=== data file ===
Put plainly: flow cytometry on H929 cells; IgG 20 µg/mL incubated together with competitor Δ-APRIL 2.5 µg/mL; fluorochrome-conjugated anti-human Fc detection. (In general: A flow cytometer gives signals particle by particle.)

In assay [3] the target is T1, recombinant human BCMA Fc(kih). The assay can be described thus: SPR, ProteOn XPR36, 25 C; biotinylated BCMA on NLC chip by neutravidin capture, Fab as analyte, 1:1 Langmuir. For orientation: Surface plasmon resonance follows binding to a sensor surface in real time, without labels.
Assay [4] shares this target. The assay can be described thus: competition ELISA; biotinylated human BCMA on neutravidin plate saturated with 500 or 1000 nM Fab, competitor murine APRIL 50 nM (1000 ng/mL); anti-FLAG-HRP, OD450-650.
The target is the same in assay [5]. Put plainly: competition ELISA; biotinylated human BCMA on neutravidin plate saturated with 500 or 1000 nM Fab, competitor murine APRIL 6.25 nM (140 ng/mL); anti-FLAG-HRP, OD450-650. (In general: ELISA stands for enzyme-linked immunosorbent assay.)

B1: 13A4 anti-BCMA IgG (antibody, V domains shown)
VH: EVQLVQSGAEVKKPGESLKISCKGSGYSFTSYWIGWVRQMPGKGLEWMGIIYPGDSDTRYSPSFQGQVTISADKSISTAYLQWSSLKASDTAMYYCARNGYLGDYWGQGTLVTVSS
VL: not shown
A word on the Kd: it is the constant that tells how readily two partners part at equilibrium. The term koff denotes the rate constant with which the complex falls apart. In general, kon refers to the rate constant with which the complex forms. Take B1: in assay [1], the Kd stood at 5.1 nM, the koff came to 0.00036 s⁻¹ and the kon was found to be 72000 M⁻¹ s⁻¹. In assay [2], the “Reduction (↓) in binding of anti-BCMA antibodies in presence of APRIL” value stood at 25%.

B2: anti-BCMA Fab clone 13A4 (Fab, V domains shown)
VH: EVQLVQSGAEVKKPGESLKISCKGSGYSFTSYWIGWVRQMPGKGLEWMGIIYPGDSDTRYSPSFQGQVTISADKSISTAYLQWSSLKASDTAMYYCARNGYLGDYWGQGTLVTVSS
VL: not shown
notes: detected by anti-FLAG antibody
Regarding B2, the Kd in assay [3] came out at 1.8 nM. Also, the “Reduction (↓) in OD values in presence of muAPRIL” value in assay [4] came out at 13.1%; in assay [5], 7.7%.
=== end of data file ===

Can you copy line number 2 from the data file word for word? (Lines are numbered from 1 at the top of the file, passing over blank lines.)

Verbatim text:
In assay [3] the target is T1, recombinant human BCMA Fc(kih). The assay can be described thus: SPR, ProteOn XPR36, 25 C; biotinylated BCMA on NLC chip by neutravidin capture, Fab as analyte, 1:1 Langmuir. For orientation: Surface plasmon resonance follows binding to a sensor surface in real time, without labels.